The precise point where you realize you're not in Kentucky any more..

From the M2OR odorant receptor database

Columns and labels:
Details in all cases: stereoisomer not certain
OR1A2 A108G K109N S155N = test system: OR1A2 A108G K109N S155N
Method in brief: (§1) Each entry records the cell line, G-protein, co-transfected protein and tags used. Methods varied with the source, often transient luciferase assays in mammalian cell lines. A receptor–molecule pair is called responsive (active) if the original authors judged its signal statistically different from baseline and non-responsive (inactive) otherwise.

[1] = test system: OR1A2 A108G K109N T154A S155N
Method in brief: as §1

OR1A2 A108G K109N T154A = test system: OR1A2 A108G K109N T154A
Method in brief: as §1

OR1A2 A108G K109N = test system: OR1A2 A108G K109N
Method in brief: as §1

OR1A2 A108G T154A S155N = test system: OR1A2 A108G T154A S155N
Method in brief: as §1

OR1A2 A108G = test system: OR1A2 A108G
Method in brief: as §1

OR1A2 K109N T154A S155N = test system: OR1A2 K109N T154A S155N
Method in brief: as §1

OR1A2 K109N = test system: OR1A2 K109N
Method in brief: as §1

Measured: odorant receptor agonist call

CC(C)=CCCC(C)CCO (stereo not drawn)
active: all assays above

Yes, this is a little odd, here I am at episode 8 of Season 5 and I am plinking away at the keyboard giving one of my all time favorite shows (did a glowing review of the whole series) a "5". What happened? Did the universe go out of balance? Was there a break in the time-space continuum? Well (and this is easily verified reading the comments in the chat groups) after 4 seasons each of which was progressively better than the last, Season 5 is turning into a turkey, and this episode (8 of 12, the point where the story USUALLY hooks the viewer into almost an addictive state) is basically D.O.A; and, if this is not your first rodeo (ie, if you know your way around a TV series) the message that is being telegraphed to the viewer is that this is not going to be a "normal" season for either the show or the audience. Now, at the risk of providing a spoiler, in fact this is now confirmed to be the second to last year for the series (which will probably circulate in digital hyperspace until your grandkids are driving cars that fly) and the producers (foolishly I think) decided to "combine" season 5 and season 6 in order to build up to a grand finale. Sorry, not working for me. Looks like they sold out the present at the expense of the future. In my view Season 5 was already hobbled even before the decision to merge the story arcs. Too many threads at once, none of which stood out and connected with the viewer. Michael Rapaport does a decent bad guy but half the time is playing straight man to the other characters. Joelle Carter's prison stint is as depressing as a Scared Straight documentary and not especially good TV. Groggins looks like he in another series entirely -- the usually reliable friction between him and Raylan is gone, mainly because they are now in entirely different story arcs. Amy Smart looks lost, mainly because it is not clear (at a stage more than half way through the season) WHY her character exists in the first place, and one thing the viewer does not need here is more ambiguity. The only redeeming feature of the season is Alicia Witt, who acts like she escaped from a mature remake of MY SASSY GIRL and is the only character this season who makes good use of her screen time. Oh yeah -- and the writer responsible for sidelining Raylan this season (formerly a man of action, now a man of confusion and wise sayings) should himself be sidelined. You might agree with this review, you might disagree. But on this single point I am clear -- if the first season had been like this 5th season, there would be no 5th season.
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